I wasn't going to post anything until the next ranking race but sitting in the house recovering after a minor procedure on the face to remove some sun damage lets the mind wander.
Racing a yacht was once described to me as being similar to standing on a moving walkway at an airport. In this analogy you can only stand on the walkway, strictly no walking. Imagine 20 walkways side by side with a 2 metre gap in between each. There is one competitor on each walkway. The walkway is stationary until the start gun and then moves off violently. The competitors are all level in a line at the start but 60% lose their balance and fall off for a couple of seconds when the walkway begins moving and they climb back on a few steps behind their original place. A few more fall off for one reason or another in the first 50 yards and get back on. Gradually as more competitors take a tumble off the walkway, one person emerges at the front as they fell off the least. The problem with the moving walkway, you are not allowed to walk forward, the people ahead of you have to fall off so you can catch up.
Racing an IOM is similar to the walkway except when you get behind, you are doubly punished, having to sail in dirty air and avoid all the other boats, almost like falling off one walkway onto a slower one.
So how do you manage to stay ahead on the walkway.
It begins before the start. You need to be able to position your boat on the desired part of the start line, hold your boat stationary and ideally create a gap to leeward so you can drive hard off the start line. This will ensure you do not fall of the walkway at the beginning of the race.
Starting at the wrong end of the line is like starting 10 paces back on the walkway. Starting without speed or heading away from the first shift is like falling off the walkway.
When the gun fires, your boat should be accelerating to max speed and sailing a fraction free. I am only talking of a few mm of sheet eased here. Most people will slam their sails in which will lead to the fin and sails stalling for a couple of seconds. As I have learned accelerating smoothly requires a lot of practice to find a lane off the start and sail fast without falling into the boat to leeward. Do this and you will be one of the people at the front of the walkway
This is one area where I am practicing a lot. Holding the boat stationary by a mark and then accelerating away fast and smooth.
So where can you fall off the walkway after the start. I mentioned stalling the boat at the gun, the other speed killer I am guilty of, is to luff the boat so it stops and then bears away again to accelerate. When I recover speed, the fleet is just ahead of me but enough to be engulfed in bad air and a crowd of boats . If I am lucky I can tack away, at worst I am sailing in dirt until I can tack. Each mistake puts me and you further back on the walkway.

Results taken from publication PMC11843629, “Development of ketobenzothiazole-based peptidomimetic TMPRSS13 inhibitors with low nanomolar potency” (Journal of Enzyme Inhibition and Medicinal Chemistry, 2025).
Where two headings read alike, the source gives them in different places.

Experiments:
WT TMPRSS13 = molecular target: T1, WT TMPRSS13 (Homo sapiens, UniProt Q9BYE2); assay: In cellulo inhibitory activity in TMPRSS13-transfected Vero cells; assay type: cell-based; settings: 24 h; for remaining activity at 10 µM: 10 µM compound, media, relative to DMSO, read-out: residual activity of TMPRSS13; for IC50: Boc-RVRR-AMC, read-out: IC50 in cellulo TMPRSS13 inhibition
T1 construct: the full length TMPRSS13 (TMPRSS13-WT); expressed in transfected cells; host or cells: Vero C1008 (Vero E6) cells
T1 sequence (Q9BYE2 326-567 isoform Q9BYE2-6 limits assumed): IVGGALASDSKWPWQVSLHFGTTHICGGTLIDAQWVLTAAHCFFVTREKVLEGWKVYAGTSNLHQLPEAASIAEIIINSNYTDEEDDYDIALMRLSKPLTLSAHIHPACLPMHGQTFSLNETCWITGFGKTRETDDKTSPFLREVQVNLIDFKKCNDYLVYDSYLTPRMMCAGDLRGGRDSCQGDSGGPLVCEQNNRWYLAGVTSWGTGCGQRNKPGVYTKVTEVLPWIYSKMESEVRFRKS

The First windward leg
Let’s assume we have completed a successful start and taken the first wind shift and are therefore at the front of the walkway. I will ignore wind shifts for this analogy and focus on speed. Total concentration on the tell tales is required to maintain max speed. A moments pinching moves you back down the walkway. Fast and free ensures you maintain max speed and by that I mean the tell tales are parallel all the time. This takes a lot of focus.
To get the power and speed, I have noticed the top guys have at least 20mm of depth in the foot and have seen up to 30mm used. I used to think flatter sails made you point but in the main this is not the case.
Once the positions of the fleet are established you can only improve your position, in the walkway analogy, if someone ahead of you makes a mistake and you sail perfect. i.e. they sail slow or they miss a wind shift which you catch.
One way to guarantee slipping off the walkway is to miss judge a port and starboard crossing. How many times have you seen this. The collision results in a turn and will push you back several paces on the walkway. Not so back at the end of the race but fatal in the first few minutes
Usually there is not much scope to loose ground here as rounding marks some distance away is hard to judge but I have found with practice that judgement improves and you can get your boat closer to the mark. Up to 10-15 yards of gain can be made over competitors if you get the rounding right on a distant mark and your fellow competitors don’t. However there is nothing wrong with conservatism as the penalty for hitting the mark……
Always sail with a burgee or some form of wind indicator so you can see that your boat is on the right gybe. I have seen significant differences in speed when boats are on the wrong gybe and by the lee. The jib does not pull efficiently and looses power. Also I have found that to goose wing the jib, by gradually turning the boat to sail by the lee, the jib pops over of its own accord and you can gently luff up again to run square. There is no need for violent movement.
Like the start you need to round the chosen gate mark and be able to sail away fast without any twitches on the tiller. Again if you are not a master of this, practice.
Next time you have a race, think of the moving walkway analogy. How many times did you fall off and how soon into the race was the first fall. This will give you an indication of where to improve your racing performance.
Let's end with the good news. With a course of well designed practice, you can eliminate to a large extent the flaws that cause you to fall off the walkway. Get out there over the winter and enjoy your improved results in the spring.